Inclusive Holiday Tips

The last time we provided inclusive holiday tips in a blog was in 2019! But so much has changed and the world is a different place. So, we thought we would write about what has changed and share some inclusion tips for the holiday season and what’s different now from 3 years ago.

So, What Has Changed?

There's no doubt that the pandemic has changed us all so much that we now find ourselves prioritizing the things that really matter the most and being more intentional about finding ways to be happier going forward than we did before the pandemic.

Due to COVID, the world has seen a shift in behaviors, the economy, healthcare and beyond. Hospitals have reevaluated patient care. We now must look after the overall health of our employees and provide resources to meet their needs. COVID has taken a toll especially on healthcare workers, young adults and families, caregivers and the list goes on — everyone affected is dealing with mental health issues to some degree. No one is immune.

The significant increase of people reporting mental health issues has led to a shift to talking about these feelings and issues and struggles such as burnout, depression, anxiety and even suicide more openly. This shift has made mental health care more readily available.

The above has resulted in a lot of change in the world of work and has had HR professionals working overtime to deal with it all. Here is a partial list of some changes that have occurred in the world of work:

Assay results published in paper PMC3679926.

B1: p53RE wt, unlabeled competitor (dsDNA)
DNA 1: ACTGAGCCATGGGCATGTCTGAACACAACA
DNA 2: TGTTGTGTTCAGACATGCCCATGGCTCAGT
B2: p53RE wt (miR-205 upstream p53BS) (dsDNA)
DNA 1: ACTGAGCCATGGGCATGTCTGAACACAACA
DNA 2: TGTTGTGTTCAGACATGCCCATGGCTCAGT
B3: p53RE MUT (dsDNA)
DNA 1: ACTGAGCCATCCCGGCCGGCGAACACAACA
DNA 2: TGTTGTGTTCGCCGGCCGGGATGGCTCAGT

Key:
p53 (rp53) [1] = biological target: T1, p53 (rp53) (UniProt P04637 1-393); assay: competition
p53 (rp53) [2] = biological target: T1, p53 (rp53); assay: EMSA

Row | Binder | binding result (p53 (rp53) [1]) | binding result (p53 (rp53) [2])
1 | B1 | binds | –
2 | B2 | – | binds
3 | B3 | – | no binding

• Rapid acceptance of flexible work schedules especially for those at great medical risk.
  • Remote/Hybrid work is now the new normal.
  • The Great Resignation came about once people started to reevaluate what was important to them, their jobs and future. Now we are dealing with “Quiet Quitting” and more questions around the future of work.
  • New job opportunities have opened up which were not an option at one point due to physical location.
  • Organizations are rethinking traditional approaches to leadership.  Effective leaders are those who put people first, are supportive and vulnerable.
  • Supply chain disruptions, due to global COVID related restrictions, labor shortages, short supply of products, equipment, and vehicles. As a consequence of supply chain issues, we are now dealing with inflation, which has impacted compensation strategies.

Last but not least, we have learned to be resilient and to value human connection for our mental well-being.  We have come to realize that we do need each other. We have also learned to lean on music and the arts for spiritual uplifting. More than ever, we realize that we need enriching programs to restore us emotionally.

So, let us examine the key factors that influence how we celebrate in 2022 and beyond.

How to Celebrate the Holidays in a Hybrid World?

Most employees who transitioned to remote and hybrid work have said that this change has made it easier for them to balance their work and personal lives, but it has also made them feel less connected to their co-workers. This is more evident at times like this, as the holidays are about coming together with teammates, family and friends to celebrate.

Since the pandemic, the holiday season has been difficult for most employees.  Many could not see family or friends due to concerns of coming in contact with others and falling ill.  As we head into the holiday season, consider that your employees continue to struggle with many concerns listed above, including financial stress, grief, possible recession looming etc. According to an article in Forbes, 40% of people report having less energy for activities outside of work and 60% of employees have cut their mobility by over 50% since working remotely.